COST OF MAINTENANCE BROKEN-STONE ROADS. The cost of maintenance varies greatly with the quality and cost of the stone used, the amount of travel per unit of width, the climatic conditions, the cost of labor, the length of time considered, and the state in which the road is maintained; and consequently any general data are liable to be misleading when applied to a particular case.
There are almost no valuable data concerning the cost of maintaining American broken-stone roads. The Reports of the Massachusetts Highway Commission for 1900 and for 1901 give definite information concerning the expenditures for repairs on state-aid road; but these data, although frequently quoted, are without general significance, since all of the roads are compara tively new, being from 1 to 5 years old, and the expense for the different ages is not separated, and since the roads are in widely separated sections varying from to 5 miles in length, and further since a considerable part of the expenditure for maintenance was for the purchase of sufficient repair stone to last for several years. "The cost of maintenance, which was about equally distributed over the roadway and the roadside, consisted of cutting brush and weeds, cleaning waterways and gutters to permit a free flow of water, trimming down the shoulders, cutting small waterways through them, and filling washouts." The roads are maintained by the continuous repair system; and as soon as the length of any one section will justify, the road is to be put under the care of a man constantly in attendance.* Michigan Boulevard, Chicago, a 50-foot granite macadam driveway from which heavy traffic teams are excluded but which has a very large travel, costs for maintenance per annum as follows: t This is a city street under the control of the South Park Commis sioners, and is continuously maintained in a first-class condition.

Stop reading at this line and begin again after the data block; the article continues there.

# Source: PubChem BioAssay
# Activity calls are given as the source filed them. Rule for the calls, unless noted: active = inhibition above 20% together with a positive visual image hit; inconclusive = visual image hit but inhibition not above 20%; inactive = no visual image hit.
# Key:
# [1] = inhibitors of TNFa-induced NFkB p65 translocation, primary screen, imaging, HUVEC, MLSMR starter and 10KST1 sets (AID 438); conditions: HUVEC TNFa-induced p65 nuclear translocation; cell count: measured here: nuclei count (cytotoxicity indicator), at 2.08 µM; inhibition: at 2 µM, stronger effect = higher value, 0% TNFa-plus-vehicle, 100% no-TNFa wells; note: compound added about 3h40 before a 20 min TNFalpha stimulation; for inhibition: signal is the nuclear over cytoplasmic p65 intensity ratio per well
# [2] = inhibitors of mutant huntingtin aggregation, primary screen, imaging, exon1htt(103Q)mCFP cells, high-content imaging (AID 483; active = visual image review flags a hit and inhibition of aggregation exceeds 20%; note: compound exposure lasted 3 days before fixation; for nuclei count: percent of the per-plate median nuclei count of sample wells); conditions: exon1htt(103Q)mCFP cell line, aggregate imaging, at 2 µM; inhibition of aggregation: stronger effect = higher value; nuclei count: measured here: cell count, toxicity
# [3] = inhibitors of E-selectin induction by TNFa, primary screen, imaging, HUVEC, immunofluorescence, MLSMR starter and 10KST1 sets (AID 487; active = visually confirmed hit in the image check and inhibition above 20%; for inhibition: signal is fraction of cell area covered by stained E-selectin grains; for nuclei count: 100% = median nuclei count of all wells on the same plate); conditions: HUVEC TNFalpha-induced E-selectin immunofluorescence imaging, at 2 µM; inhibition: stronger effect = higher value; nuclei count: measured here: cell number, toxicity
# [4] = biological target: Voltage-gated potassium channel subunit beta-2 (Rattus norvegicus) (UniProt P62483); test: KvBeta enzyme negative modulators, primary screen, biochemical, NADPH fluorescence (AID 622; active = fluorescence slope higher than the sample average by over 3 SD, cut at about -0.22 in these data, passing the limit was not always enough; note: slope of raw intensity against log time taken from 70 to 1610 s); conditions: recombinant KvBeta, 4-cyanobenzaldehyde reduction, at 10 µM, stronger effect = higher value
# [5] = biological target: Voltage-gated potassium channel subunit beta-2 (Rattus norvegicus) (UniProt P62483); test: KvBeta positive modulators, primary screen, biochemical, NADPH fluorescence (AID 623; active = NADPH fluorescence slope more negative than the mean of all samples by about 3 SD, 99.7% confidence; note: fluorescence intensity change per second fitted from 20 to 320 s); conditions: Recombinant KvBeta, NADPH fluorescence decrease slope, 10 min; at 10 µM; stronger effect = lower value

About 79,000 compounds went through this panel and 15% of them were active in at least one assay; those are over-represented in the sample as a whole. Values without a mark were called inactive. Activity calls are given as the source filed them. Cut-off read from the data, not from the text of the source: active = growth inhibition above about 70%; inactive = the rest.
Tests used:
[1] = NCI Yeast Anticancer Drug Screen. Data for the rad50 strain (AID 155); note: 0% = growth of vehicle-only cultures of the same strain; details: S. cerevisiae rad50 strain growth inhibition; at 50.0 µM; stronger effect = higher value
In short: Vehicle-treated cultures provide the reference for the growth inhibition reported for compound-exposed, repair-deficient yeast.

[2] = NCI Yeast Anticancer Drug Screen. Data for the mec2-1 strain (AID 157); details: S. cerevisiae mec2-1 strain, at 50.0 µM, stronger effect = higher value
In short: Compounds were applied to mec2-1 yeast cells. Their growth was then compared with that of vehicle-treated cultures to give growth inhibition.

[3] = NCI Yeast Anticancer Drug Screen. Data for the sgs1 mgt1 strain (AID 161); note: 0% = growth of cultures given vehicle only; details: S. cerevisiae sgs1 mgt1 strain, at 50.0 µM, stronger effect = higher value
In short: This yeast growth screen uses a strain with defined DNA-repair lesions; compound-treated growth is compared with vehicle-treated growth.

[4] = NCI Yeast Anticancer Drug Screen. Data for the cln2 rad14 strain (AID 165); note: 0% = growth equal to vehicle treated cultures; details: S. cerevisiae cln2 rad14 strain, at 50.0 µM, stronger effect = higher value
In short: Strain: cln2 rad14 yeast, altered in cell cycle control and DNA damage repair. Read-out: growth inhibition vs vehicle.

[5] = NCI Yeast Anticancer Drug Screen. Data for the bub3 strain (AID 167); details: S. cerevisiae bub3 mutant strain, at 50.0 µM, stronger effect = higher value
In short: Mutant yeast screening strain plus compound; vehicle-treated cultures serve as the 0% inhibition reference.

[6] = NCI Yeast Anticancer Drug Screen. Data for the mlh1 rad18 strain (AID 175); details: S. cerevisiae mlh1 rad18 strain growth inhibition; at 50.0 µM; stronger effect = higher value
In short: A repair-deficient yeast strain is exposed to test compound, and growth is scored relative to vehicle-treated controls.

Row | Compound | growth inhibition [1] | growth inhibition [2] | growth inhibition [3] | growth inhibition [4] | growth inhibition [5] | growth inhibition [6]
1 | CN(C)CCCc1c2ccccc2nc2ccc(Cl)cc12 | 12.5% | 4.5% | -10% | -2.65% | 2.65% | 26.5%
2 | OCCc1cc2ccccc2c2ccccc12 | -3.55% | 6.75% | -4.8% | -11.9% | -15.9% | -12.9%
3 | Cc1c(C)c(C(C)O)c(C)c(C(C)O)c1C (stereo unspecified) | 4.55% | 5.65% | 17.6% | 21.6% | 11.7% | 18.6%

Driveways in the South Side Parks, Chicago, 40 feet wide, with a crushed limestone surface, cost as follows per year for main tenance: t In the Boston Parks, the annual cost of repairs of a telford crushed-stone road was $189.00 per mile, of which $129.00 was for stone screenings, $49.00 for teaming, and $20.00 for labor. The sprinkling cost $721.00 per mile, of which the water cost $187.00 (16 cents per 1,000 gallons), and the teaming $533.00.4 In France, elaborate and carefully analyzed accounts are kept of the cost of maintaining the public highways; but owing to differences in the climatic conditions and the prices of labor, and also owing to variations in the character of the road metal, such data are valuable only for the particular locality.
There are 321,803 miles of stone roads in France, which is equivalent to 1 mile of road for each 0.66 square mile of area or 1.52 miles of road per square mile, and to 1 mile of road for each 119 inhabitants. The average cost of maintenance per mile is about $223.00 per square mile of area, and about $1.39 per inhabitant. Table 26, gives a summary of the annual expenditures for material and labor for the roadway proper. To obtain the total cost of maintenance, add about 45 per cent to the results in Table 22 to cover expenditures for water courses, sidewalks, plant ing of trees, and general administration.
In the Department of Havre, France, the average annual cost of sweeping, removing mud, watering, and maintaining all works is as follows: for departmental roads in the cities 3.0 cents per square yard, and in the country 1.8 cents, and for communal roads 1.1 cents per square yard.*